Stability, Accuracy, Purity – The “1929-Type” Station

Hiram Percy Maxim long considered precise frequency control to be the biggest challenge in amateur radio.1 All at once it was set to become everyone’s concern when the new international treaty would take effect in 1929. “As we climb up into the super frequencies, as we do when we use forty meters and below, frequency precision becomes a problem of the first magnitude,” he wrote in Summer 1928. But he was certain that amateurs could devise new techniques and figure … Continue reading


Amateurs had been operating radiotelephone on the 80-meter band between 3,500 and 3,600 kHz since it had first been permitted in late 1925.1 To do so they had to return their licenses to their local radio supervisor for endorsement. On the 150-meter band, phone already dominated operation. And as the broadcasting boom continued, phone’s popularity grew as a specialized pursuit for some amateurs on both bands. For others it was a source of QRM since every phone allocation shared space … Continue reading


At the ARRL’s request in the summer of 1923, the Bureau of Standards announced that it would begin a schedule of broadcasts on precise wavelengths so that amateurs could calibrate their wave meters and receivers.1 The Bureau’s station in Washington, D.C., ran a highly stable oscillator driving a one-kilowatt power amplifier and had a proven record of being heard over a wide area, even on the West Coast. In print its call sign, WWV, evokes the graphical visualization of a … Continue reading


On the evening of 27 November 1923, a mother in Connecticut sent Thanksgiving greetings to her son who was a great distance away, via radio.1 She paid nothing for this service since her message was handled entirely by amateur radio operators. Impressively, it arrived only six minutes after she dictated it to a local ham on the telephone, traveling more than 6,000 miles to reach its addressee. Since her son happened to be aboard a ship that was frozen motionless … Continue reading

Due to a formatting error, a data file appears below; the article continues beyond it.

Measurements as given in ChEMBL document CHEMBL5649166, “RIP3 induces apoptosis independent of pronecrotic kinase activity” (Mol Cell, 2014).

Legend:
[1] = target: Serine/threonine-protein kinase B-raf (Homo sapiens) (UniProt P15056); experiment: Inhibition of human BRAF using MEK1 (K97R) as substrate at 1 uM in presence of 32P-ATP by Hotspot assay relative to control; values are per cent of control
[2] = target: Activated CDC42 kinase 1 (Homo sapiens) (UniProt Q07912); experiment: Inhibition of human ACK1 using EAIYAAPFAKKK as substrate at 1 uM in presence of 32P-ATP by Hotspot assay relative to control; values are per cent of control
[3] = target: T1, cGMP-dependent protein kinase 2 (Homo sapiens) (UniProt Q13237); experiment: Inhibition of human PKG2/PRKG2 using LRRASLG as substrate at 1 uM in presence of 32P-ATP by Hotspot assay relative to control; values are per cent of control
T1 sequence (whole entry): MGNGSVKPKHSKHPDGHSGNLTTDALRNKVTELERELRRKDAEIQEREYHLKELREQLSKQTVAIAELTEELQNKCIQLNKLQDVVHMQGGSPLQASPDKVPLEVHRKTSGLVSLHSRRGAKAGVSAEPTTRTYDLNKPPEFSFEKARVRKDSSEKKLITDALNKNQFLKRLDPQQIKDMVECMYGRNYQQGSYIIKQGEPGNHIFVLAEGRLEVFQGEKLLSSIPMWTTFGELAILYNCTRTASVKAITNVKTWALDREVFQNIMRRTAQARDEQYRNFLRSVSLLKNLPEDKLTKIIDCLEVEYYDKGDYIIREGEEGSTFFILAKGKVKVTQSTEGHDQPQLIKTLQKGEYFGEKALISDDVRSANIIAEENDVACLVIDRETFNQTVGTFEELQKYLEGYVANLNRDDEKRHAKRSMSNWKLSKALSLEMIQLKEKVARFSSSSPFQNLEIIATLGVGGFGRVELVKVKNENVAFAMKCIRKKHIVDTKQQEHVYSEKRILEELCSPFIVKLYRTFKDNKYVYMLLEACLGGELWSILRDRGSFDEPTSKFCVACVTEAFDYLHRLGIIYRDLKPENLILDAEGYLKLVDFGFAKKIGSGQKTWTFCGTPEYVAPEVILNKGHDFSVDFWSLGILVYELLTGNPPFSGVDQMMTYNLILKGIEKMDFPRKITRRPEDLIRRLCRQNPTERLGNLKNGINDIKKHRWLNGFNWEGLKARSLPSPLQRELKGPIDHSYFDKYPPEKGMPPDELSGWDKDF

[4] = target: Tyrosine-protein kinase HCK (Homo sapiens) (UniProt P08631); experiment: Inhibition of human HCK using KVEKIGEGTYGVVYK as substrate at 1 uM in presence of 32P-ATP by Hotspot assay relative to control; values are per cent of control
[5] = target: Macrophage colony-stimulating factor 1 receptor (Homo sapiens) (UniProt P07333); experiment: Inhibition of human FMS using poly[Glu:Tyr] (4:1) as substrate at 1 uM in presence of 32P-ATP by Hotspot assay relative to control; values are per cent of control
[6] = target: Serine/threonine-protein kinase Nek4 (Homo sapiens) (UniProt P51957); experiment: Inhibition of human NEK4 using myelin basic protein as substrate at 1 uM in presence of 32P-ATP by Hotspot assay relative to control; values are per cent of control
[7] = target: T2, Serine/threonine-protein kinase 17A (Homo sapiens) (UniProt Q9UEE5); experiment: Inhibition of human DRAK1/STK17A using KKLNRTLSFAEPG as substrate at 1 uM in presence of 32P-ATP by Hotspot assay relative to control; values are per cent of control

High Latitudes and Low Wavelengths

Donald B. MacMillan, an experienced arctic explorer and geologist, visited Hartford in early 1923 to discuss amateur radio with Hiram Percy Maxim.1 Among his various scientific investigations, MacMillan was planning to study the aurora borealis.  No one yet understood what the aurora was, but he had experienced it on previous trips and noticed that he could hear long wave radio signals through it. On his next expedition, besides photographing the aurora, he wanted to experiment with shortwave radio signals to … Continue reading

What is an Amateur?

As the number of phone broadcasts exploded in late 1921, radio amateurs and the ARRL were ambivalent about it. On one hand, the great increase in the number of people owning receivers was a good thing—radio technology was being embraced by the general public. On the other hand, the shared airwaves were getting even more crowded. There were now thousands of broadcast stations operating, both commercial and amateur. Furthermore, a fuzzy line separated amateur from non-amateur that had nothing to … Continue reading

The Chicago Plan

Amateurs were making progress taming the QRM problem. Sometimes a solution did not involve a new invention, or even technology at all. In a drama worthy of a Broadway play, Central Division Manager R. H. G. Mathews, 9ZN, described the bleak situation in Chicago before the war.1 Acute rivalry between local clubs had resulted in “gangs” in the north, south, and west sides of the city, “each having as a primary object the annihilation of the aerials of the others.” … Continue reading